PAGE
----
THE MEANS – FOLLOW THE NUMBERS
The previous tables indicated that since the “high water mark” of 2005Q4, the capital ratios of the largest banks have declined while those of the remaining banks were relatively unchanged or higher [See Figure 2].
The table below provides a rough indication of what the industry would look like if capital ratios for all size categories were equalized to the 2008Q3 average of 7.8%.
This is not to suggest that any “equalization” – if it occurred – would occur in precisely this manner. Rather, the table simply provides a series of benchmarks of the amount of capital that would have to be transferred, across size segments, in aggregate and for each institution.
We can then compare the result, in which all industry segments have the same capital ratio of 7.8%, with the capital ratios that prevailed at the 2005Q4 “high water mark.” See the table below for this comparison:
Note that this rebalancing does not require that any additional capital be added to the industry in aggregate. It simply suggests what things could look like if things were to be “moved around a bit” within the industry.
This is not that different from what occurred during the S&L Crisis that occurred at the end of the 20th century. At that time, the bailout produced cost-shifting in the form of higher FSLIC (and then FDIC) insurance premiums, as surviving institutions paid part of the costs of closing down the failures.
What’s different this time (as we shall see below) is that regulators have modified the cost-shifting to reflect 21st century realities and business models. Specifically, today’s cost-shifting relies upon the continued existence of securitized funding sources that are cheaper than traditional “balance sheet” funding.
Three things are apparent from the above two tables:
- If capital were equalized at 2008Q3 levels, the capital ratios for the largest banks would be higher than they were during the 2005Q4 high water mark [see Figure 4];
- The amount of capital to be transferred to the largest banks, $58 billion, is about the size of one good 21st century Ponzi scheme [see Figure 3]; and
- The smallest banks would lose about $3 to $6 million per bank [i.e., $0.003B to $0.006B], the large banks would lose about $40 million per bank [i.e., $0.039B], and the largest banks would gain about $500 million per bank [ i.e., $0.506B, see Figure 3].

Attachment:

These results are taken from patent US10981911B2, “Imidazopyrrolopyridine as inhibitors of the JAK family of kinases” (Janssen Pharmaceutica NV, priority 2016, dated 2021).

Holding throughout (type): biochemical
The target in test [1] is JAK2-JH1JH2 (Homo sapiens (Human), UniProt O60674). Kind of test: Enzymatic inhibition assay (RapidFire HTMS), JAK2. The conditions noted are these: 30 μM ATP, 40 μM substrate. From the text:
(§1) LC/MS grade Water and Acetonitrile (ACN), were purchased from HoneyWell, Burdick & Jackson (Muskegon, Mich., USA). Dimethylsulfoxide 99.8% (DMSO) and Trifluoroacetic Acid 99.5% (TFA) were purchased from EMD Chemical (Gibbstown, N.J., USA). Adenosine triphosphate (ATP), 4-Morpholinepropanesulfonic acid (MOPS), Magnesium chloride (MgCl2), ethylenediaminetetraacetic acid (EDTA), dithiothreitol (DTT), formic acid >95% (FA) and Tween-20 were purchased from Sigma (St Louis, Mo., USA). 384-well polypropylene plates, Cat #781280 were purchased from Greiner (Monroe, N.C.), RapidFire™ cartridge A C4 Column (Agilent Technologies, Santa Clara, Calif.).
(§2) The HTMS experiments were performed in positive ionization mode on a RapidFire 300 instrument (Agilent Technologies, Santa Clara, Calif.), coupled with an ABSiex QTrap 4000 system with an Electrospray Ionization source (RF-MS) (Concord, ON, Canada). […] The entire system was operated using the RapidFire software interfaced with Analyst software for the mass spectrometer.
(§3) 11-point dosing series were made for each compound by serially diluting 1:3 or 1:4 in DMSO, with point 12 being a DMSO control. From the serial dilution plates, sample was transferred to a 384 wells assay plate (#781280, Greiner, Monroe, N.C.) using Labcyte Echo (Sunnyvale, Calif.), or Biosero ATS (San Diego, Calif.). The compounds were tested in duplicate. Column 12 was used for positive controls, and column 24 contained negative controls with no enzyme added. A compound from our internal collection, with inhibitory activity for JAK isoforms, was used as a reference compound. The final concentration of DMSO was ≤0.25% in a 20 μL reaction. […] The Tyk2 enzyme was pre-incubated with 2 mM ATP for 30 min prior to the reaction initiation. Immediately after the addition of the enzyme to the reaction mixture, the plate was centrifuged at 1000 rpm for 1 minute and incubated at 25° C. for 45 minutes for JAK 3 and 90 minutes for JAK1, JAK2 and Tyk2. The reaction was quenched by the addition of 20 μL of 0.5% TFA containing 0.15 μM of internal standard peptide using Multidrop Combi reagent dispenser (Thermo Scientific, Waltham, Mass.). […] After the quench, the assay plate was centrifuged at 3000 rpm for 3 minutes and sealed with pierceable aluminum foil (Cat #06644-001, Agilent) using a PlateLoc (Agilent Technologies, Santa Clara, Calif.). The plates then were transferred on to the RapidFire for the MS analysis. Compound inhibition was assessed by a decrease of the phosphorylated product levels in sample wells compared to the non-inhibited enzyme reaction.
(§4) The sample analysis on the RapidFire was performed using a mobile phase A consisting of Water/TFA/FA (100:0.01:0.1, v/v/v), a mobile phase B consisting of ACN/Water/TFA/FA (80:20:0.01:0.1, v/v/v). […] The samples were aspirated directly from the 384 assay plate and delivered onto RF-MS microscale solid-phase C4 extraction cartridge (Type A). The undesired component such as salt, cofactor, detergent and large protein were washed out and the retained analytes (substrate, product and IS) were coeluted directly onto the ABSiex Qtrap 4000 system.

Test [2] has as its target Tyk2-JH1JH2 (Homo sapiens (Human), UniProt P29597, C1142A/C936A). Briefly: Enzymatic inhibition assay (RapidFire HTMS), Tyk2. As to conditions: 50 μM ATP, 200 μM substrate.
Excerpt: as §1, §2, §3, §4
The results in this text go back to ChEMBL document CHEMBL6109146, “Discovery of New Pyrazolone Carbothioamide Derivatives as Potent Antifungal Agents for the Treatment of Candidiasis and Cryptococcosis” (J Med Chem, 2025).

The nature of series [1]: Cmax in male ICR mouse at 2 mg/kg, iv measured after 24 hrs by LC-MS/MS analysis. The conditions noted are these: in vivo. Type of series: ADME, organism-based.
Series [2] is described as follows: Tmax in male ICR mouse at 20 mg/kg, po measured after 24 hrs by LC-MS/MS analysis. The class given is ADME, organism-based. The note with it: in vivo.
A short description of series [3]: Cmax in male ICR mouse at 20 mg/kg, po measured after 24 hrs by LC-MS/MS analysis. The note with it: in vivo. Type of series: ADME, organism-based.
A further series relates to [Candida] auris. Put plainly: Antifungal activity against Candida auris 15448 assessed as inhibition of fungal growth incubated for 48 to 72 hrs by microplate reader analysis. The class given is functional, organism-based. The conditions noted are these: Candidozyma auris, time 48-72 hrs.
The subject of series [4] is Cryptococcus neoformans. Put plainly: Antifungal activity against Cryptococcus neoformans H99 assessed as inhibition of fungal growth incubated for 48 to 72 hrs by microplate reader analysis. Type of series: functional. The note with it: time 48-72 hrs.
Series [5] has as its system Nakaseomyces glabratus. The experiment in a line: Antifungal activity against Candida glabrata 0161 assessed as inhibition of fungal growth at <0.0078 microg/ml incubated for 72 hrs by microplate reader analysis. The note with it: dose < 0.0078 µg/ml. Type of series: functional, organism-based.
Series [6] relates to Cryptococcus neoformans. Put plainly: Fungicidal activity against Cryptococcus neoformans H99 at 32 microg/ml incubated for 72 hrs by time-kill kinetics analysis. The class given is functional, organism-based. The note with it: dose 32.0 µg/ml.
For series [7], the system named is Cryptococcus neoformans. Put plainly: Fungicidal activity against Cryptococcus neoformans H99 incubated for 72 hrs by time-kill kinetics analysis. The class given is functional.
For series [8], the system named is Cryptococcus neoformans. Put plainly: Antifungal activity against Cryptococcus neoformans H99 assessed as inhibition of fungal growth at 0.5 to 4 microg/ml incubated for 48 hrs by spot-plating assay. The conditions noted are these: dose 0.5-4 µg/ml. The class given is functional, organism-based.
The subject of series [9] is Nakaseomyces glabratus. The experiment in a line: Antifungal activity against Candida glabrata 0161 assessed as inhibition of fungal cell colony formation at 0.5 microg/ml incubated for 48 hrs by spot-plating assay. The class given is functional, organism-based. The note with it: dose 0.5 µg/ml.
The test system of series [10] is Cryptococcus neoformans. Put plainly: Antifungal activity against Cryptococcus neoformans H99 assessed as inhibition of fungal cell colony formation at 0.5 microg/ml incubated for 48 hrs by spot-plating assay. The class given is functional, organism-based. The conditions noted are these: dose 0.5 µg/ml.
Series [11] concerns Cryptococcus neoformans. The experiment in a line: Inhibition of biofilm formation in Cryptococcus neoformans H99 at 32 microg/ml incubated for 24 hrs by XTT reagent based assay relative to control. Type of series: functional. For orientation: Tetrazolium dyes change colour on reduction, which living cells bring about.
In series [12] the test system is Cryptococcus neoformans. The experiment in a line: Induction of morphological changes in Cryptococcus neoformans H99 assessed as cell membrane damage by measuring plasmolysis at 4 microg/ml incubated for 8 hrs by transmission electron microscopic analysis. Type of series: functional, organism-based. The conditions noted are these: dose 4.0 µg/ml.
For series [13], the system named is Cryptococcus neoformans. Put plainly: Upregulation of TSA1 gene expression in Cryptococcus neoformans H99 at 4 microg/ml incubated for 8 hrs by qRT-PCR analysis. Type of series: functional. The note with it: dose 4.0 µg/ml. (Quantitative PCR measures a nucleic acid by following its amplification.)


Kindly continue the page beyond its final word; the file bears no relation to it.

Please note that I am NOT suggesting that this equalization/transfer SHOULD provide an additional $58 billion of capital to the largest banks. Rather, I am simply pointing out that IF it did occur, and was of this scale, then it would restore the capital ratios of the largest banks to above that which prevailed during the 2005Q4 “high water mark.”
Second, I am NOT suggesting that I have any opinion about the survivability of the smallest 3,240 banks, if their capital ratios were reduced by more than half. That’s a question for their regulators. But with all of the things that the regulators have to focus on these days, it sure must be a real bother to keep tabs on the close to 40% of all banks, by number, that represent about 1% of all assets.
THE MEANS – FOLLOW THE STORY
Mark Sunshine is the President of First Capital, a secured lender based in Florida. He writes a daily blog called “Sunshine Notes”, and below is an excerpt from his How The Fed Is Making Banks Lend post of 19 Dec:
- The Federal Reserve is forcing banks to lend or face financial disaster. The Fed’s latest strategy gives banks the stark choice of lending or losing a lot of money from operations. Everyone knows the Fed cut its target Federal Funds rate to the bone this week. In a less obvious move, the Fed is also forcing down rates on Treasury bonds and other securities. As a result, banks have the choice of buying bonds that yield less than their cost of funds or lending. Any bank that decides not to lend will suffer losses. Cash is trash and if banks don’t recycle it, they will slowly bleed to death.